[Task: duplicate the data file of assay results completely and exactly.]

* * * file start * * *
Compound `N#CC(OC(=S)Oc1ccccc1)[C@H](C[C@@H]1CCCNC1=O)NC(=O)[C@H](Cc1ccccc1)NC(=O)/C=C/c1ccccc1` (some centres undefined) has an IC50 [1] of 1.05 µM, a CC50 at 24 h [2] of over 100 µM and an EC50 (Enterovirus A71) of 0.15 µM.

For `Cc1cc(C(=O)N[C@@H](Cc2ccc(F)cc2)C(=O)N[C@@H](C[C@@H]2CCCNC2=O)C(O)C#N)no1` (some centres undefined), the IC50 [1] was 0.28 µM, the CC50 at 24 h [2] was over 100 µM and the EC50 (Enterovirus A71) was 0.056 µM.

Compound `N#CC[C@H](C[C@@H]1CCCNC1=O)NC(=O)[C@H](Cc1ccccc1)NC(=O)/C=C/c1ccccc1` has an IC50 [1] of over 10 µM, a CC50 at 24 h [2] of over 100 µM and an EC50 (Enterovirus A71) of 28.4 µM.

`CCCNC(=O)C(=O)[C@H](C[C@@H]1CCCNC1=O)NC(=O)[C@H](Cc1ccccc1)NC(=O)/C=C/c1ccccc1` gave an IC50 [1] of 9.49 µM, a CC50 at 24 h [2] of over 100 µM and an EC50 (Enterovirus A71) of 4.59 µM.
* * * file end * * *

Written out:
Compound `N#CC(OC(=S)Oc1ccccc1)[C@H](C[C@@H]1CCCNC1=O)NC(=O)[C@H](Cc1ccccc1)NC(=O)/C=C/c1ccccc1` (some centres undefined) has an IC50 [1] of 1.05 µM, a CC50 at 24 h [2] of over 100 µM and an EC50 (Enterovirus A71) of 0.15 µM.

For `Cc1cc(C(=O)N[C@@H](Cc2ccc(F)cc2)C(=O)N[C@@H](C[C@@H]2CCCNC2=O)C(O)C#N)no1` (some centres undefined), the IC50 [1] was 0.28 µM, the CC50 at 24 h [2] was over 100 µM and the EC50 (Enterovirus A71) was 0.056 µM.

Compound `N#CC[C@H](C[C@@H]1CCCNC1=O)NC(=O)[C@H](Cc1ccccc1)NC(=O)/C=C/c1ccccc1` has an IC50 [1] of over 10 µM, a CC50 at 24 h [2] of over 100 µM and an EC50 (Enterovirus A71) of 28.4 µM.

`CCCNC(=O)C(=O)[C@H](C[C@@H]1CCCNC1=O)NC(=O)[C@H](Cc1ccccc1)NC(=O)/C=C/c1ccccc1` gave an IC50 [1] of 9.49 µM, a CC50 at 24 h [2] of over 100 µM and an EC50 (Enterovirus A71) of 4.59 µM.